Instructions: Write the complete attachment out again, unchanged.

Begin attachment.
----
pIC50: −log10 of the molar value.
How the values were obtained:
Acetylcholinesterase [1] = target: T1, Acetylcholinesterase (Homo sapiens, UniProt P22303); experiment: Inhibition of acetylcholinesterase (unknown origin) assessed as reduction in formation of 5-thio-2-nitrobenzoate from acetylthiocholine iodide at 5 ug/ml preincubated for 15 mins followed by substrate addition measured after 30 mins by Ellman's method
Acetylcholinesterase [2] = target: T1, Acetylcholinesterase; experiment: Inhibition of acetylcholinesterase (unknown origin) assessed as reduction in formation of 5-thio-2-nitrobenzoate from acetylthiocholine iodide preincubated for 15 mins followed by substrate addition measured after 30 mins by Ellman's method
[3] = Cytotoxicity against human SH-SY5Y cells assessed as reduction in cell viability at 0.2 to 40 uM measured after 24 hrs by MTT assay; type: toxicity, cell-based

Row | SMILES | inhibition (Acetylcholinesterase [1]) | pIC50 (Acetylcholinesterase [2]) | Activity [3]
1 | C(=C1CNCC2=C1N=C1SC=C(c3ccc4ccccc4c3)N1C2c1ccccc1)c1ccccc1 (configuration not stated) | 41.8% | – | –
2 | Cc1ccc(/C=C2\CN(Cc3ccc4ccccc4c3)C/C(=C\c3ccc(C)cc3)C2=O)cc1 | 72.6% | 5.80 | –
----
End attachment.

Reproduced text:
pIC50: −log10 of the molar value.
How the values were obtained:
Acetylcholinesterase [1] = target: T1, Acetylcholinesterase (Homo sapiens, UniProt P22303); experiment: Inhibition of acetylcholinesterase (unknown origin) assessed as reduction in formation of 5-thio-2-nitrobenzoate from acetylthiocholine iodide at 5 ug/ml preincubated for 15 mins followed by substrate addition measured after 30 mins by Ellman's method
Acetylcholinesterase [2] = target: T1, Acetylcholinesterase; experiment: Inhibition of acetylcholinesterase (unknown origin) assessed as reduction in formation of 5-thio-2-nitrobenzoate from acetylthiocholine iodide preincubated for 15 mins followed by substrate addition measured after 30 mins by Ellman's method
[3] = Cytotoxicity against human SH-SY5Y cells assessed as reduction in cell viability at 0.2 to 40 uM measured after 24 hrs by MTT assay; type: toxicity, cell-based

Row | SMILES | inhibition (Acetylcholinesterase [1]) | pIC50 (Acetylcholinesterase [2]) | Activity [3]
1 | C(=C1CNCC2=C1N=C1SC=C(c3ccc4ccccc4c3)N1C2c1ccccc1)c1ccccc1 (configuration not stated) | 41.8% | – | –
2 | Cc1ccc(/C=C2\CN(Cc3ccc4ccccc4c3)C/C(=C\c3ccc(C)cc3)C2=O)cc1 | 72.6% | 5.80 | –